The world at his feet: Can Goldenboots make it a g'day for England?

Click to follow
The Independent Online

More than 30,000 English men and women were painting the town red and white and flying the Union flag on Sydney Harbour Bridge last night as they celebrated two astonishing possibilities.

One is that England's rugby union team will beat Australia for a fifth straight time. The other is they will also win the nation's second World Cup, 37 years after Sir Alf Ramsey's football team defeated Germany at Wembley.

Among the England revellers, who have also included Prince Harry and Sir Richard Branson, was one of the heroes of that most celebrated day in English sports history, George Cohen, the right back for England in 1966 who has arrived to support his nephew Ben, left wing threequarter in the team taking on the reigning world champions at 9am today.

For the nephew and uncle it was an eve-of-battle embrace which carried considerable poignancy. Three years ago Ben's father, and George's younger brother, Peter, a nightclub owner in Northampton, died a month after becoming the victim of a gang assault. George said: "Peter was so proud of Ben's achievements, and the only sadness now is that he isn't around to enjoy such a great day. But it's a great joy to me to be here representing the family ... and cheering Ben and his team-mates on. They have done brilliantly and worked so hard."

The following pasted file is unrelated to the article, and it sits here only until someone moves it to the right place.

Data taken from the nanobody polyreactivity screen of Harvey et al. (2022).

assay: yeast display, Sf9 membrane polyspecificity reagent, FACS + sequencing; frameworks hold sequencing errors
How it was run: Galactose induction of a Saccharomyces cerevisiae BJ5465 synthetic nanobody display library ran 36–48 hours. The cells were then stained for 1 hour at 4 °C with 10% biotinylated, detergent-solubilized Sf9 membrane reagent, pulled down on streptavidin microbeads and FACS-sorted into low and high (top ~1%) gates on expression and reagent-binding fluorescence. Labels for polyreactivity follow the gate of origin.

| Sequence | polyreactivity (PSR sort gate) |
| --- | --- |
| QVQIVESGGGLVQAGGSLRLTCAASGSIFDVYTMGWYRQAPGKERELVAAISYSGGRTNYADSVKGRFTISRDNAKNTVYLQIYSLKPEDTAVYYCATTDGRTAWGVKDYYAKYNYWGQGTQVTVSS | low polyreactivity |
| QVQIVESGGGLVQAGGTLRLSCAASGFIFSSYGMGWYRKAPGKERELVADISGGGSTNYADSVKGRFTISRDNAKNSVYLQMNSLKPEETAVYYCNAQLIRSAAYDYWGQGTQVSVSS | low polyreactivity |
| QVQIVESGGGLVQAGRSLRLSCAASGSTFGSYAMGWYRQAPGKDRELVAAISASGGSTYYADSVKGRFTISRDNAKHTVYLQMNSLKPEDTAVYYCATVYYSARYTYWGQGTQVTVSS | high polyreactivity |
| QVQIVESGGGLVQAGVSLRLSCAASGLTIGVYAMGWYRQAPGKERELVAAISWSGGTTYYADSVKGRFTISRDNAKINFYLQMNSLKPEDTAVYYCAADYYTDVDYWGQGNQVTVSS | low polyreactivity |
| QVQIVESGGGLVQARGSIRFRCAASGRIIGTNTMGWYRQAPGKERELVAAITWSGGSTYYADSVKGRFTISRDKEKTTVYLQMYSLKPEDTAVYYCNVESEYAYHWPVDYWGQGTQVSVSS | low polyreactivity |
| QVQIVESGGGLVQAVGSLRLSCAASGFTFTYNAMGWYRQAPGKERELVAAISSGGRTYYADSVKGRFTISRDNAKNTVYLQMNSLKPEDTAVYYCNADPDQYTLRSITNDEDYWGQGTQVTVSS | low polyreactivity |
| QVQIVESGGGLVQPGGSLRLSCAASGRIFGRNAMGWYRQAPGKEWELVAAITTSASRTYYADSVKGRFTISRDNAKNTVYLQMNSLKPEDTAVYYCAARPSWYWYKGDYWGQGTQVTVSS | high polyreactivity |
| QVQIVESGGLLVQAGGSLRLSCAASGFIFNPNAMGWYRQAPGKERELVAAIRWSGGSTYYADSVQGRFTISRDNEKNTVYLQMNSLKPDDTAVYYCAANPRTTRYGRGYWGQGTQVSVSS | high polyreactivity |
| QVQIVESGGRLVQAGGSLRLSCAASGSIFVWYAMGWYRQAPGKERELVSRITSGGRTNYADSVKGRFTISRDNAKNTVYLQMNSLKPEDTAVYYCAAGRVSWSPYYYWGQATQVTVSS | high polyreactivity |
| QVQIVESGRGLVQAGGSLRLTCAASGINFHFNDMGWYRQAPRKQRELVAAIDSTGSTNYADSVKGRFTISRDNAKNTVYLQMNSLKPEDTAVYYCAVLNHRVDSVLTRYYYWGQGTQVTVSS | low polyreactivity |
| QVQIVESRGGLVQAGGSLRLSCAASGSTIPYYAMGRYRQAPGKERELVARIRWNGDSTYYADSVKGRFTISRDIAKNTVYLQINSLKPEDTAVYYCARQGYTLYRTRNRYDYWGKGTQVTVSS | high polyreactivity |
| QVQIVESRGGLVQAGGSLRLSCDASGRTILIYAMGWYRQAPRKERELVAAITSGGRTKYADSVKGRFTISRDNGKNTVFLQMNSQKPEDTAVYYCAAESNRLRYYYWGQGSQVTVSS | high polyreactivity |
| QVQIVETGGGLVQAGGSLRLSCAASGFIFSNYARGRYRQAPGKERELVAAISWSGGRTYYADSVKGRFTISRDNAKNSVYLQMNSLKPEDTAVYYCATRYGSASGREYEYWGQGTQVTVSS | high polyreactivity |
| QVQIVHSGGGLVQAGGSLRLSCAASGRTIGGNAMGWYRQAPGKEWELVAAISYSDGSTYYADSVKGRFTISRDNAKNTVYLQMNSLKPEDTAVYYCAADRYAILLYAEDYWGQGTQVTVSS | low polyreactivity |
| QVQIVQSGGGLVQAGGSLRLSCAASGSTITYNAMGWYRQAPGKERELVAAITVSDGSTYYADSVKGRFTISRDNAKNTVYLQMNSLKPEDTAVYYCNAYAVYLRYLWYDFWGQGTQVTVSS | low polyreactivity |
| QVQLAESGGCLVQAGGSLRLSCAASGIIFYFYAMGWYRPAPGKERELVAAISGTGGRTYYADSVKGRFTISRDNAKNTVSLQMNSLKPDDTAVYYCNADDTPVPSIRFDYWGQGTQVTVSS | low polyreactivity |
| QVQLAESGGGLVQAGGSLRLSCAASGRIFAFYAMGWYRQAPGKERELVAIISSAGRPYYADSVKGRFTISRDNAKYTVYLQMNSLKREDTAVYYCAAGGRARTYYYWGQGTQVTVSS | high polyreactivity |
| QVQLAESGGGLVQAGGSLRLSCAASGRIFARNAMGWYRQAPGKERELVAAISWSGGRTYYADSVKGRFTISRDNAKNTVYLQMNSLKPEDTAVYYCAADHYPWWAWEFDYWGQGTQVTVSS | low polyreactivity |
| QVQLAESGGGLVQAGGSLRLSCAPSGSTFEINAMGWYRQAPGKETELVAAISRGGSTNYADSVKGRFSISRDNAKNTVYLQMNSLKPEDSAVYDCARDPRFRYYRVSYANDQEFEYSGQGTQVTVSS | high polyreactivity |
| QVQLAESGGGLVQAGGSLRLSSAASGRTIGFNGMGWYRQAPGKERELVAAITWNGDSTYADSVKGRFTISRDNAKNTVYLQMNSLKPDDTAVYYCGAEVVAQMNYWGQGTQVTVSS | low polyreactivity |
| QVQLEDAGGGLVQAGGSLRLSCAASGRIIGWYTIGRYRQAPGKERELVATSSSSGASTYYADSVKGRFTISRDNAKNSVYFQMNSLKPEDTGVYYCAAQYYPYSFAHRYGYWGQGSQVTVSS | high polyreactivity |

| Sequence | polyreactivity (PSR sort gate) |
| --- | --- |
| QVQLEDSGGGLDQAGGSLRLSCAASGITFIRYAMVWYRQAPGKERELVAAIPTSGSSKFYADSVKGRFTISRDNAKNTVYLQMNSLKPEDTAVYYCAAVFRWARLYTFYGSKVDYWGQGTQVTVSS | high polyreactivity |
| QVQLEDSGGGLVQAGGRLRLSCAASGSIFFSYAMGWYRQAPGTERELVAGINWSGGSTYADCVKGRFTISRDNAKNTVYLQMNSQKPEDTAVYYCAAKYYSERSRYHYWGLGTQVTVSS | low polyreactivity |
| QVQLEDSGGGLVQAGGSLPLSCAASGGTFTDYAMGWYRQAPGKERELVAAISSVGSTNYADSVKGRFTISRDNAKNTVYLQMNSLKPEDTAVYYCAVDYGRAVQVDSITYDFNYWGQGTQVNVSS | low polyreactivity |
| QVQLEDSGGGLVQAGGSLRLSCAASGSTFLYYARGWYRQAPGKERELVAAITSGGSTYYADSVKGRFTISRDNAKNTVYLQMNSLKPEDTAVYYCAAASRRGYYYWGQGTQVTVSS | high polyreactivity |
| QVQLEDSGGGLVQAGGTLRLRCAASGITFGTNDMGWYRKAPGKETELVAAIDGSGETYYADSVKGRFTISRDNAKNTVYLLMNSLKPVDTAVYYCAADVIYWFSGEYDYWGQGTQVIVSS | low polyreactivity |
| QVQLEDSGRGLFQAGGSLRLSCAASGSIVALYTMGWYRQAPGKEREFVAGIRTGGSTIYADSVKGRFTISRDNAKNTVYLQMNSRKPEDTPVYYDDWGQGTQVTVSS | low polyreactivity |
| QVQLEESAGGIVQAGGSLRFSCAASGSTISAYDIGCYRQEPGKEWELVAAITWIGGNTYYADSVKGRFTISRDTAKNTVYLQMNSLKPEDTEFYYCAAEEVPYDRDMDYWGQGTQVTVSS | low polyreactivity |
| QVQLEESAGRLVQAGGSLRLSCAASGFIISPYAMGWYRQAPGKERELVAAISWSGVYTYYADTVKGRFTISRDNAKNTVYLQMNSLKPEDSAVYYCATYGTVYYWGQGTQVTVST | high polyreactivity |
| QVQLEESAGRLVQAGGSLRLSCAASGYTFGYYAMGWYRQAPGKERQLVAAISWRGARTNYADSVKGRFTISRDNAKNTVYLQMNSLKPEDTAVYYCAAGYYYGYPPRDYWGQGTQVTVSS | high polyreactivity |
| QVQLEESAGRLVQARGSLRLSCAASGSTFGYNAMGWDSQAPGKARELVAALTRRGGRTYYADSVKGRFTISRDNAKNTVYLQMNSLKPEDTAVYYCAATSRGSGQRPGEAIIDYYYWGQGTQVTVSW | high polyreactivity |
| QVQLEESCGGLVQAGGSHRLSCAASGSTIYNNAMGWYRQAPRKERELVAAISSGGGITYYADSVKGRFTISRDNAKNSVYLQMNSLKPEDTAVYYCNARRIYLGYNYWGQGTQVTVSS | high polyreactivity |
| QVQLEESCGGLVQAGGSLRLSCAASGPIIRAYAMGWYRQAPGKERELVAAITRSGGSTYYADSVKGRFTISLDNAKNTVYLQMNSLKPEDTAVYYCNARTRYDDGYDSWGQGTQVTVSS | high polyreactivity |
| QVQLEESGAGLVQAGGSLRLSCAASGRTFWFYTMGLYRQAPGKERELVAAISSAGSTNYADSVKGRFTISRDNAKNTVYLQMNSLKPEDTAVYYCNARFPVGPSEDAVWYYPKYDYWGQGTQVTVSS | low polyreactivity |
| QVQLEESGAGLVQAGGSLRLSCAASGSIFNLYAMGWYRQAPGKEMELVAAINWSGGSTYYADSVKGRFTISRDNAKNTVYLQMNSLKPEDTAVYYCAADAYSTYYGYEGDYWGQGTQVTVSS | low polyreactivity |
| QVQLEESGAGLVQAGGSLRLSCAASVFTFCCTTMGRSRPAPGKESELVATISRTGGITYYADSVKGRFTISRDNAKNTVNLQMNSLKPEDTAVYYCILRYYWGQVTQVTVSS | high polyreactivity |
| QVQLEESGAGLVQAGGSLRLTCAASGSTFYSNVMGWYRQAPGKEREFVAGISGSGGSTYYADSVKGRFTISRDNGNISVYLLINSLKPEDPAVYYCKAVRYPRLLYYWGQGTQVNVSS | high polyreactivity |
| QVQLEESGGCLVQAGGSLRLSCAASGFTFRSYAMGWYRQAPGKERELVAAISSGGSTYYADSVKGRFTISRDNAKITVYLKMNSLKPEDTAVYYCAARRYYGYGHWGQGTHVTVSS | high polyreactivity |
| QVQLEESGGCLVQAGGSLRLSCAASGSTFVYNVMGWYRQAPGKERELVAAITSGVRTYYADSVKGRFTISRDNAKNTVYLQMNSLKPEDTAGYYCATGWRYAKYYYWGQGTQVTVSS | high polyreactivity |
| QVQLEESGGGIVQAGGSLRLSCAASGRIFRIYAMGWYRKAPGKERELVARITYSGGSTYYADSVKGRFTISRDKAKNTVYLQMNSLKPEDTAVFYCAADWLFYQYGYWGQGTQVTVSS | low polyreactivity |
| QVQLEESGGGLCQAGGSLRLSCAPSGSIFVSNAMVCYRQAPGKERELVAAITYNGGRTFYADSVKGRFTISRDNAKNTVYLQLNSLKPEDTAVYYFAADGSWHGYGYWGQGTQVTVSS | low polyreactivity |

At the request of the England coach, Clive Woodward, George, showed his World Cup medal to the rugby team and urged them to produce the performance of their lives. But there is certainly no shortage of motivation for a team which all week has been described by the Australian press as the most "boring sports team on earth". Woodward said: "We are very pleased with our preparation, delighted with the tremendous support we've received, and have now reached the point where we can't wait to win the game."

The most frequent toast among the thousands of England fans in Sydney was to Jonny Wilkinson, the fly half whose kicking has made him England's hero and Australia's public enemy number one. Already the world's best-paid rugby player, Wilkinson's reward for another winning performance would be a flood of new sponsorships, pushing his annual income to about £8m.